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How to Start a Fundraiser – Guide and Tips

Step 2: Organize All Your Fundraiser Details

Once you’ve establish the fundamentals, you’ll need to take your high-level fundraiser goal and break it down for each individual seller, schedule important touch-point dates and milestones, and craft an engaging fundraising letter you and your sales team can use boost sales.

1) Determine Individual Sales Targets:
If your organization doesn’t have any restrictions on setting sales objectives per seller, please make sure you take the time to set the individual sales targets. When you determine what they are, set them a bit higher, to compensate for any weaker sellers.
Use this simple formula:
Step 1: Fundraiser Profit Objective / Profit per unit sold = Total # of items to sell
Step 2: Total # of items to sell /# of sellers
Here’s an example:
If a group of 20 members needs to earn $1000 profit, and the items generate a profit of $3.50 per item sold, I will calculate the individual target as follows:
Step 1: $1,000/$3.50 =286 items
Step 2: 286 items/20 sellers = 14 items each

2) Determine Key Dates For Your Fundraiser - This Schedule May Help:

  • Order product or order-takers from JustFundraising.com:
  • Pre-launch letter(email and letter to parents and sellers):
  • Launch (ideally, everyone there in person):
  • Mid-way Collections (optional):
  • Final Collection Day (collect all orders and funds from sellers/parents):
  • Place order with fundraising company (if order-taker fundraiser):
  • Distribution Day (usually 14 days after your order is placed):

3) Determine Collection Dates:
When and how often would you like them to turn in their funds - every day, once per week, only at the end of the fundraiser? I recommend no more than 2 collection dates per fundraiser to minimize the administration involved. Make sure the dates are indicated in the parent letter.

4) Determine Seller Incentives:
Small groups: Most smaller groups such as teams or classes, don’t require prize programs because the participants are raising funds for something that will benefit them directly such as a tournament, uniforms, equipment, or a class trip.
Large groups: Larger groups often have more difficulty getting participation, so some ideas to increase participation are to offer:

  • Best –seller prizes: if it’s a large group, you’ll probably want to have a best-seller prize per team or class, and overall prizes for the top 3 sellers of the entire organization. Try and get them sponsored by local retailers in return for placing their logo on your fundraising material.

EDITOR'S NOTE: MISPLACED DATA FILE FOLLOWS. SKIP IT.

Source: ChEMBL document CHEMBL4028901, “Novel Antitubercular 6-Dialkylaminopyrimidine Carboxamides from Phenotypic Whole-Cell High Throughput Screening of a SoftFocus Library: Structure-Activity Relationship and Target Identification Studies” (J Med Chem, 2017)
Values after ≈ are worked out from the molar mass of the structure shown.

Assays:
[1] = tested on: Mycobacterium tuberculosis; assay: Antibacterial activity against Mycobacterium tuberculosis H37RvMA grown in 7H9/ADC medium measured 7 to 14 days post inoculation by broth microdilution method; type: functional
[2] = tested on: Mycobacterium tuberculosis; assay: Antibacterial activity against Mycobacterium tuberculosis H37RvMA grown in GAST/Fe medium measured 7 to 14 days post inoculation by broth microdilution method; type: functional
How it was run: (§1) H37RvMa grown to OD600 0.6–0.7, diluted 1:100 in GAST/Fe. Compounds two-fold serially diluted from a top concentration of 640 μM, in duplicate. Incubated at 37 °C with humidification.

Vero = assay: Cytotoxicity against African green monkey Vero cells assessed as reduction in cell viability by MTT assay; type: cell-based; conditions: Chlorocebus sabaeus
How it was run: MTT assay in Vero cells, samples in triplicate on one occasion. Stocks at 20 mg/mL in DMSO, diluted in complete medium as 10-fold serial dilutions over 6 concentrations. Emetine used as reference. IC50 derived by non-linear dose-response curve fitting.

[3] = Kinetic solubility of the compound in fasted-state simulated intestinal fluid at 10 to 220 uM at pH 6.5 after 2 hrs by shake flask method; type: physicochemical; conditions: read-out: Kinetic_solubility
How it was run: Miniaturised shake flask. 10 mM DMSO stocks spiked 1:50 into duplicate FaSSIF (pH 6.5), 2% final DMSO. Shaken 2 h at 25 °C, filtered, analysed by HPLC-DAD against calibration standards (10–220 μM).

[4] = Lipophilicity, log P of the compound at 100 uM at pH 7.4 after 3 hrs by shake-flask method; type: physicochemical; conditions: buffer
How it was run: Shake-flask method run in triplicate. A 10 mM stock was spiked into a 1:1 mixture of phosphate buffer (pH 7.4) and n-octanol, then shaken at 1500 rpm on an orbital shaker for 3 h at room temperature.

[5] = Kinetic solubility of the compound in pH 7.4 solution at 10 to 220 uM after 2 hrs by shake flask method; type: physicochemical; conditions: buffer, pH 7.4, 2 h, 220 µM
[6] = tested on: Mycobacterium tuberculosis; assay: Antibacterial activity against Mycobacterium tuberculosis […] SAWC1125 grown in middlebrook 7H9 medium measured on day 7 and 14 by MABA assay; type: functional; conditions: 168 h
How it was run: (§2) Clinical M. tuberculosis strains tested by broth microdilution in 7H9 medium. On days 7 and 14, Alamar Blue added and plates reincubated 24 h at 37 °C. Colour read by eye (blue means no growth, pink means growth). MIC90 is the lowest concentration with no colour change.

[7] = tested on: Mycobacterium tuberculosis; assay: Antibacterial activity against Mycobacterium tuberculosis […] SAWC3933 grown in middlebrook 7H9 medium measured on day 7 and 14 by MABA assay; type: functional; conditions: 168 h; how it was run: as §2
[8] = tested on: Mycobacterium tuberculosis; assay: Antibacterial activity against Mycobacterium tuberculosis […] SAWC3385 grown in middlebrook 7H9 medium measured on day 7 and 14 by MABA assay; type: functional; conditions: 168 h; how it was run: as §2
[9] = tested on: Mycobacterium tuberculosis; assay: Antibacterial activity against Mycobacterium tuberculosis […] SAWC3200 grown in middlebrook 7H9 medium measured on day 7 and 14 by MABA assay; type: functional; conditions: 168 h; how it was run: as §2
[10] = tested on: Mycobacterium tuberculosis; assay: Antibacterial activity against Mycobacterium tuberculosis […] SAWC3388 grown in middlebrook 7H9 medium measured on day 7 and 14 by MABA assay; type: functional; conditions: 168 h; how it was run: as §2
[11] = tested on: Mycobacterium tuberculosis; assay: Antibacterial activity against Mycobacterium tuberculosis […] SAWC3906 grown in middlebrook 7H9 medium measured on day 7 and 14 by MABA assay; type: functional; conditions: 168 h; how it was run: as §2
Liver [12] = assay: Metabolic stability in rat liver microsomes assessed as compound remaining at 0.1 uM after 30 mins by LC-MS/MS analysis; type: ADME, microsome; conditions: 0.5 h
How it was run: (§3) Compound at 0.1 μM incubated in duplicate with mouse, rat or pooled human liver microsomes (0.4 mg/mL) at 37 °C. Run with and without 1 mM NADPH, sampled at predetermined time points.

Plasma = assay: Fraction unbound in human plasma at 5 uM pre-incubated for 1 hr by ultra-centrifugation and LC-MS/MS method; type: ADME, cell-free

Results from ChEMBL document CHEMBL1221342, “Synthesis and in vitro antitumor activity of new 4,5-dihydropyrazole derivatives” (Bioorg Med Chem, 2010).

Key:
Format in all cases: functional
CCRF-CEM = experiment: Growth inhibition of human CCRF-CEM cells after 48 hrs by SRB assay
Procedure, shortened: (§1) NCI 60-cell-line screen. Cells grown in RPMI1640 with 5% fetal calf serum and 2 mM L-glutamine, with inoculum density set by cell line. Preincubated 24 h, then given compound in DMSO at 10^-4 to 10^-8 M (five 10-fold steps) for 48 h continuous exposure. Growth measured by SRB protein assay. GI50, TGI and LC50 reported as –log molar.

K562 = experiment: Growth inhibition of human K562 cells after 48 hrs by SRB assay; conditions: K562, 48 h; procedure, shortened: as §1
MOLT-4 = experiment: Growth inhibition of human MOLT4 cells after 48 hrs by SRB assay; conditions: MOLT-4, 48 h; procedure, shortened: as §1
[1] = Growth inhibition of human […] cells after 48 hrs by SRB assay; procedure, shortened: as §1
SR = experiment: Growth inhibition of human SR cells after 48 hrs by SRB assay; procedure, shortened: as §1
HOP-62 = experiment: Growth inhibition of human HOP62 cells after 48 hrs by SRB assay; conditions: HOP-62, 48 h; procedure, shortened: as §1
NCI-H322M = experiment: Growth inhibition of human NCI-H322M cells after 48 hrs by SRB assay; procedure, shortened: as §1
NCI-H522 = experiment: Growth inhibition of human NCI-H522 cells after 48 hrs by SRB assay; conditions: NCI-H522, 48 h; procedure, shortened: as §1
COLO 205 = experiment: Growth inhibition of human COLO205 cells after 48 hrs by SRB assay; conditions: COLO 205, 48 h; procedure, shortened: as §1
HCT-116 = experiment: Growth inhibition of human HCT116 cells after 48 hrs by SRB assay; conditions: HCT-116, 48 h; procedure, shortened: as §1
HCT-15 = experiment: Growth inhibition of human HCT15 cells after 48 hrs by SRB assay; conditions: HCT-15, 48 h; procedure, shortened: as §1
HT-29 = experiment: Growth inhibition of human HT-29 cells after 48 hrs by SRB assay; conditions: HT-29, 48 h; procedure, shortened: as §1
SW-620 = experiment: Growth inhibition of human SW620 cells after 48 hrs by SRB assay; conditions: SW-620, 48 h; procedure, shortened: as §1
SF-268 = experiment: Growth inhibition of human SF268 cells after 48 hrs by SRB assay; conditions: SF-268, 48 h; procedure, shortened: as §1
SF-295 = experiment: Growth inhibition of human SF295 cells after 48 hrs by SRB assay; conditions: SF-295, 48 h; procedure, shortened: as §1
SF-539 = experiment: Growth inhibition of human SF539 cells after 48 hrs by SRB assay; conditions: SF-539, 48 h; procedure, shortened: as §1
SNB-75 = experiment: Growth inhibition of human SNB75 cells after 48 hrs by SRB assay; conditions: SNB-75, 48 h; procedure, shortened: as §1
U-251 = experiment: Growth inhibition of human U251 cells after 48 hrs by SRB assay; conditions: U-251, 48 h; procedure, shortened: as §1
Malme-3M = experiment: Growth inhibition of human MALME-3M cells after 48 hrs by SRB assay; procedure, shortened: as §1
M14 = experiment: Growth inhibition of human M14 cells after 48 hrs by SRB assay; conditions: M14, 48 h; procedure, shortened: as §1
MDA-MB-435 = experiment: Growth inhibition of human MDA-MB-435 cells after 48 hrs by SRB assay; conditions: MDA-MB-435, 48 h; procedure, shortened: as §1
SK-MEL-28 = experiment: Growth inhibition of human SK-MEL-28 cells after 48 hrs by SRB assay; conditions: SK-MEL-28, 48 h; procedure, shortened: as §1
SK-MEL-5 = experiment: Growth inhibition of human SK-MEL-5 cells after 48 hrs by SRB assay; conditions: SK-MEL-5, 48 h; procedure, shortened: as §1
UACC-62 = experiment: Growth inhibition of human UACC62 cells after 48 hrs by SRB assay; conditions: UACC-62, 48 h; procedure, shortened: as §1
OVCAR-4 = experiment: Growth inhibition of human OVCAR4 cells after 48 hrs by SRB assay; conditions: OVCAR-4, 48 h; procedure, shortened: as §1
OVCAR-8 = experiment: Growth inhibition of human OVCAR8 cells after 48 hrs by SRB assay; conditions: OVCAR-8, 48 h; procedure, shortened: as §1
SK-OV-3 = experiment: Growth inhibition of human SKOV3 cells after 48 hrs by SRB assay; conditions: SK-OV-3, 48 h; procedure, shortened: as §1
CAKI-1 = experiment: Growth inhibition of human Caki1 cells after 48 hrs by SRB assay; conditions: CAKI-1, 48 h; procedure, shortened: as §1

• Participation prizes: these can be given to each seller who even just sells 1 item, or maybe set the bar a little higher, at 2 or 3 items. Participation prizes will give kids and parents an extra incentive to get started and may help spark a top seller!
  • Draw: Perhaps for every item sold, the participant gets one chance at winning the big prize. If they sell 10 items, they get 10 chances.
  • Group Prizes: creating competition and rivalry between classes and teams is an excellent way to sky rocket your sales. Each participant will be held accountable by their peers and will encourage each other to keep fundraising. Common group prizes would be a pizza party and movie and 2 hours in the school park for the group that sells the most.

5) Determine Your List of Helpers:
To motivate the sellers: make sure a reputable and enthusiastic group leader with strong communication skills, leads the launch of your fundraiser. This could be your school principal, league president, teacher or coach, or yourself, the fundraising organizer. This will help create a great energy for your fundraiser and get things started on the right foot.
To collect the money: if it’s a school fundraiser, consider asking teachers to help collect the funds throughout the fundraiser? For team and church fundraisers, designate a key trusted individual - coach, assistant coach, volunteer parent, pastor or fundraising organizer.
To distribute the product: the larger your group, the more help you’ll need on distribution day. Ask parent volunteers and make sure you have 1 go-to person managing all logistics and who can answer all questions.

6) Determine Your Selling Locations:
If you plan to set-up a fundraiser booth in key locations in your local community such as outside of a Walmart, make sure you get prior approval from the store manager, and prepare all materials necessary.

7) Prepare the Parent-Seller Letter and Series of Communiques:

Now that you’ve organized all of the elements of your fundraiser, it’s time to put it on paper. Your goal is to put together a series of informative and persuasive parent-child letters including an amazing kick-off letter that will get everyone excited.

The letters should include all the info needed to guide and motivate your sellers including:

  • WHY they are doing the fundraiser and how they’ll benefit
  • How many items they’re expected to sell
  • The perfect sales script (which they should memorize)
  • Any incentive plan and prizes
  • Important collection dates
  • Safety tips
  • fundraising coordinator contact info

To help you out, we have created a sample parent letter for you if you do not already have one. Simply replace the name and dates for your fundraiser.

Download Sample Parent Letter

Continue To Step 3